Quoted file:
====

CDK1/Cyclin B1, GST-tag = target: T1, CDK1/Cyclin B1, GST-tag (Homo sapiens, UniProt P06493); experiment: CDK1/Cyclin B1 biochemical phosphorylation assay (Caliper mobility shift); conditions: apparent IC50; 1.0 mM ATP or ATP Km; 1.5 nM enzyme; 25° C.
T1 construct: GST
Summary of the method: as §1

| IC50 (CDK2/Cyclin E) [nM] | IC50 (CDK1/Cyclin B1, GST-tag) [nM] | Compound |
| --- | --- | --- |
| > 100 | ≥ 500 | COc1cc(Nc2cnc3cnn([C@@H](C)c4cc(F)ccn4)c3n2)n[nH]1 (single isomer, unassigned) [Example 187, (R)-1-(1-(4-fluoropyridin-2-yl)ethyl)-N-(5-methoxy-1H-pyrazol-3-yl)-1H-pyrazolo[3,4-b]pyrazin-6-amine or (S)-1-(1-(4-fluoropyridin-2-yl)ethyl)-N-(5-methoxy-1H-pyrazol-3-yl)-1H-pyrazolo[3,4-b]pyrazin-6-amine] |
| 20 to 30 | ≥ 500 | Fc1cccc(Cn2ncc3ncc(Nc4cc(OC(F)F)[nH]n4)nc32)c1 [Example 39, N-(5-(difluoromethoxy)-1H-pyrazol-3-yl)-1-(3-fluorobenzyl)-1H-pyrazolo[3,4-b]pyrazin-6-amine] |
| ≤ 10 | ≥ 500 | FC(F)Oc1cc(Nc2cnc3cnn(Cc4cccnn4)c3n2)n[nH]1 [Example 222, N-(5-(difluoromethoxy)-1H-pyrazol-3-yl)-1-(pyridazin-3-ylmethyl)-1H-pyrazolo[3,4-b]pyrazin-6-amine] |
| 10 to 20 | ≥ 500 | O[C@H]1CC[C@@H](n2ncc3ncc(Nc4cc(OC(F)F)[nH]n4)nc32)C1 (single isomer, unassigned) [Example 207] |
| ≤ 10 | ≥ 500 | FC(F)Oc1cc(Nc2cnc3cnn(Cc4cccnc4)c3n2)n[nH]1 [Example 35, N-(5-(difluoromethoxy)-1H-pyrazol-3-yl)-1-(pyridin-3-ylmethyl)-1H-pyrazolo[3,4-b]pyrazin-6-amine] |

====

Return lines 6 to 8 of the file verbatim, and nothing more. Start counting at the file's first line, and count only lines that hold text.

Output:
| > 100 | ≥ 500 | COc1cc(Nc2cnc3cnn([C@@H](C)c4cc(F)ccn4)c3n2)n[nH]1 (single isomer, unassigned) [Example 187, (R)-1-(1-(4-fluoropyridin-2-yl)ethyl)-N-(5-methoxy-1H-pyrazol-3-yl)-1H-pyrazolo[3,4-b]pyrazin-6-amine or (S)-1-(1-(4-fluoropyridin-2-yl)ethyl)-N-(5-methoxy-1H-pyrazol-3-yl)-1H-pyrazolo[3,4-b]pyrazin-6-amine] |
| 20 to 30 | ≥ 500 | Fc1cccc(Cn2ncc3ncc(Nc4cc(OC(F)F)[nH]n4)nc32)c1 [Example 39, N-(5-(difluoromethoxy)-1H-pyrazol-3-yl)-1-(3-fluorobenzyl)-1H-pyrazolo[3,4-b]pyrazin-6-amine] |
| ≤ 10 | ≥ 500 | FC(F)Oc1cc(Nc2cnc3cnn(Cc4cccnn4)c3n2)n[nH]1 [Example 222, N-(5-(difluoromethoxy)-1H-pyrazol-3-yl)-1-(pyridazin-3-ylmethyl)-1H-pyrazolo[3,4-b]pyrazin-6-amine] |